So, yeah. Those mainly uncontrollable pet peeves that can ruin an otherwise happy existence. Speaking of which, I suppose I should leave you with some "yay! I'm happy because..." moments...'cuz it is the "most wonderful time of the year", after all, and I can't be half empty without being half full.

- Our health. Sure, we creak and have strange aches and issues that we're trying to attack with eating right and all that fun stuff...but, for the most part, we're healthy. No terminal illnesses here. Whew...we're luckier than many. Far too many.

- We have a house. It's crooked. There are a plethora of other issues with it. But, it's ours, our payments are incredibly reasonable, and it's a great place to "start out". I'm reminded from time to time of how lucky I am to HAVE this house, mostly by dear friends who only wish they could afford such a luxury.

- The love in our lives. We have support - as a loving married couple, from our dear friends and family, from a few strange cats (who show their love in very weird ways). It's all good.

- The miracles of life that happen everyday. I received a new niece this year, and any time you look at a baby, you know that it's an amazing gift. This little animatronic creature, with little to zero knowledge in its head, none of the aforementioned rudeness or will to be naughty, EXISTS. Neat!

- Jobs. We're working. We're paying our bills. Our minds wander to other places to keep us sane, but for now, we're able to live life, put food on the table, and make a Christmas for ourselves...and isn't that enough?

There are probably a million more, but don't forget - if you'd like to vent, feel free to comment below. :-) Here's to karma and Santa putting some coal in the stockings of the annoyances of life...and here's to a little cheer to those who try to make life something wonderful and good!

Thursday, December 1, 2011

Snow Envy

As much as folks might think I'm wacko that I enjoy a good Black Friday romp, y'all might consider me nuts for what I'm about to say...

...I miss snow.

Seriously. Like a girlfriend misses a boyfriend. I'm pretty empty when I look outside and see bright green grass. The occasional drizzle dampens my spirits. Even a cheery blast of sunshine gets me feeling low.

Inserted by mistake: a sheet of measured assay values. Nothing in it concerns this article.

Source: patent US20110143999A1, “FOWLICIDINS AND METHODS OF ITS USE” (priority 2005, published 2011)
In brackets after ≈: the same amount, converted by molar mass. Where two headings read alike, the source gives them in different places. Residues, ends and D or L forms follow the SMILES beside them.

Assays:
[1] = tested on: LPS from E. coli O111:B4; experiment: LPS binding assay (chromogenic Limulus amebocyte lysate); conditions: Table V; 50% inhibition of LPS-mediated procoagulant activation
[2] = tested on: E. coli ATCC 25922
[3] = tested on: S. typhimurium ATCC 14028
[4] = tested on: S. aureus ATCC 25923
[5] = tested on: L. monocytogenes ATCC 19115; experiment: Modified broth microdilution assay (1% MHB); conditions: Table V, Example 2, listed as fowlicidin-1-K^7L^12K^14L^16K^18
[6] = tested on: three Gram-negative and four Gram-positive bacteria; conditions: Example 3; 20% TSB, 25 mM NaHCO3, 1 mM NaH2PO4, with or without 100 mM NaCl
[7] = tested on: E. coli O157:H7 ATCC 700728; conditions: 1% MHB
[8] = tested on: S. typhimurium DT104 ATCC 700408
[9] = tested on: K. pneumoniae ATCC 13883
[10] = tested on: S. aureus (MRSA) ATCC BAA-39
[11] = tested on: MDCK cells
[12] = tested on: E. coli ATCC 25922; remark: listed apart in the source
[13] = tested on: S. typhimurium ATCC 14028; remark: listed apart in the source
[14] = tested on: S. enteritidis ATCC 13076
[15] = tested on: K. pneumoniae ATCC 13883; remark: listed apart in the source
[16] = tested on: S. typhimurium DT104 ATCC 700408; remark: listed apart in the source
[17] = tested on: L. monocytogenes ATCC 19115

We've had one day of a little accumulation so far. Otherwise, the average temperature lately has been in the 50s (and hitting the 60s mark). I'm used to having some accumulation for Thanksgiving, not praying that we'll have some for Christmas. Even the hubs said that he was hoping we'd have some for Turkey Day, which I found...interesting...and a bit shocking.

We're not really skiers or snow bunnies at all. In fact, we kinda hate shoveling. But, the coziness of drinking hot chocolate and the briskness that makes you feel alive is a big reason that I still live in New York State. I was raised in it; I'm used to it; I miss it.

I know lots of people are thinking, "Just you wait." Or "Ask and ye shall receive." That's pretty much what I'm doing. Man, I've got snow days to use - let's see whatchya got, Mother Nature!

Honestly, it's as much about feeling in the Christmas spirit as anything else. It's hard to get as gung-ho as I'd like to when I'm wearing a light spring jacket. We finally have a forecast that says we'll be getting flurries tomorrow...but we'll be back to rain next week. Enemy, thine name is Rain. Not Rainn Wilson. We're Schrute fans in this house. 

So, how does one go about getting into the Christmas spirit without a bit of white on the ground? Seriously, I don't know how the Southerners and Californians do it. I finally placed lots of Amazon orders for husbandly Christmas gifts tonight, after putting on some classic Christmas tunes, but it took lots of motivation (and the idea that hit me - "Crap. It's officially December. Buy, buy, buy!" Man, they really hit me with all that commercialism, don't they? *ashamed*). I'd feel lots cheerier doling out the dough with some fluffy white brightening up my life.

As it is, I've done minimal wrapping and literally NO decorating yet. And I usually enjoy the decorating bit, but just can't get into it this year. It'll come, I know. I've gotta stop focusing on the snow. Again, I know. We are already doing our best to think about the season itself and why the heck we buy all these presents and stuff in the first place. Obviously. To go bankrupt. ;-)

...On a side note, I hate to mention that I can't wait to read some books like Snowflake Bentley and show the movie version of The Snowman. Kinda hard when it's...y'know...green. ;-)